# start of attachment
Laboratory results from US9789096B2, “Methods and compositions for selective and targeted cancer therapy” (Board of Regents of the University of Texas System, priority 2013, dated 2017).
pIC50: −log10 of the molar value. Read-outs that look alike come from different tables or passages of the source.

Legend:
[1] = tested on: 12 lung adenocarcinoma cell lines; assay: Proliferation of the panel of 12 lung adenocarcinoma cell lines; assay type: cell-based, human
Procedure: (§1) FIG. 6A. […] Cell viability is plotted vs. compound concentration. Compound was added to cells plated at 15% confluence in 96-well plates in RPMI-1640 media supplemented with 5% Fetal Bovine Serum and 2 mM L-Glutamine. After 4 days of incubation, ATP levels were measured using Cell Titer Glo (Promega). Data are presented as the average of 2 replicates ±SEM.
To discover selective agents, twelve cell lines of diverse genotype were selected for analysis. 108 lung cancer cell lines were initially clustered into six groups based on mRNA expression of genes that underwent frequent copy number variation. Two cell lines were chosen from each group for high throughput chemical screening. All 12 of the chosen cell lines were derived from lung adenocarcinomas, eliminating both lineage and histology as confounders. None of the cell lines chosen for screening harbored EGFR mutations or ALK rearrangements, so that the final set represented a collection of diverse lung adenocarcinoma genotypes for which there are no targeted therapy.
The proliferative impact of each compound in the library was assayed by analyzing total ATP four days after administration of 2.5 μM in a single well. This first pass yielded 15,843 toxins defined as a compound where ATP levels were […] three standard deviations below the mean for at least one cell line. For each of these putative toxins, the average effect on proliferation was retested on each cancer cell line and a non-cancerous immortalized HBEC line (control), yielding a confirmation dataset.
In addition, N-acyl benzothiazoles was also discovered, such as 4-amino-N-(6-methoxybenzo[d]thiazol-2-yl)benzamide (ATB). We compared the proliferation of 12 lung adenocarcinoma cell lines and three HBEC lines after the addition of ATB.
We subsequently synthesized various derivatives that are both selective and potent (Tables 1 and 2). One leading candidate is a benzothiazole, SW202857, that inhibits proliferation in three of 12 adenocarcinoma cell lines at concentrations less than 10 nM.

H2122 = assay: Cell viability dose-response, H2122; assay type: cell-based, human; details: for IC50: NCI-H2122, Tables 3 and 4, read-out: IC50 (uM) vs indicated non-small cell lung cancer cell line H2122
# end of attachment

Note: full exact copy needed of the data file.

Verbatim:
Laboratory results from US9789096B2, “Methods and compositions for selective and targeted cancer therapy” (Board of Regents of the University of Texas System, priority 2013, dated 2017).
pIC50: −log10 of the molar value. Read-outs that look alike come from different tables or passages of the source.

Legend:
[1] = tested on: 12 lung adenocarcinoma cell lines; assay: Proliferation of the panel of 12 lung adenocarcinoma cell lines; assay type: cell-based, human
Procedure: (§1) FIG. 6A. […] Cell viability is plotted vs. compound concentration. Compound was added to cells plated at 15% confluence in 96-well plates in RPMI-1640 media supplemented with 5% Fetal Bovine Serum and 2 mM L-Glutamine. After 4 days of incubation, ATP levels were measured using Cell Titer Glo (Promega). Data are presented as the average of 2 replicates ±SEM.
To discover selective agents, twelve cell lines of diverse genotype were selected for analysis. 108 lung cancer cell lines were initially clustered into six groups based on mRNA expression of genes that underwent frequent copy number variation. Two cell lines were chosen from each group for high throughput chemical screening. All 12 of the chosen cell lines were derived from lung adenocarcinomas, eliminating both lineage and histology as confounders. None of the cell lines chosen for screening harbored EGFR mutations or ALK rearrangements, so that the final set represented a collection of diverse lung adenocarcinoma genotypes for which there are no targeted therapy.
The proliferative impact of each compound in the library was assayed by analyzing total ATP four days after administration of 2.5 μM in a single well. This first pass yielded 15,843 toxins defined as a compound where ATP levels were […] three standard deviations below the mean for at least one cell line. For each of these putative toxins, the average effect on proliferation was retested on each cancer cell line and a non-cancerous immortalized HBEC line (control), yielding a confirmation dataset.
In addition, N-acyl benzothiazoles was also discovered, such as 4-amino-N-(6-methoxybenzo[d]thiazol-2-yl)benzamide (ATB). We compared the proliferation of 12 lung adenocarcinoma cell lines and three HBEC lines after the addition of ATB.
We subsequently synthesized various derivatives that are both selective and potent (Tables 1 and 2). One leading candidate is a benzothiazole, SW202857, that inhibits proliferation in three of 12 adenocarcinoma cell lines at concentrations less than 10 nM.

H2122 = assay: Cell viability dose-response, H2122; assay type: cell-based, human; details: for IC50: NCI-H2122, Tables 3 and 4, read-out: IC50 (uM) vs indicated non-small cell lung cancer cell line H2122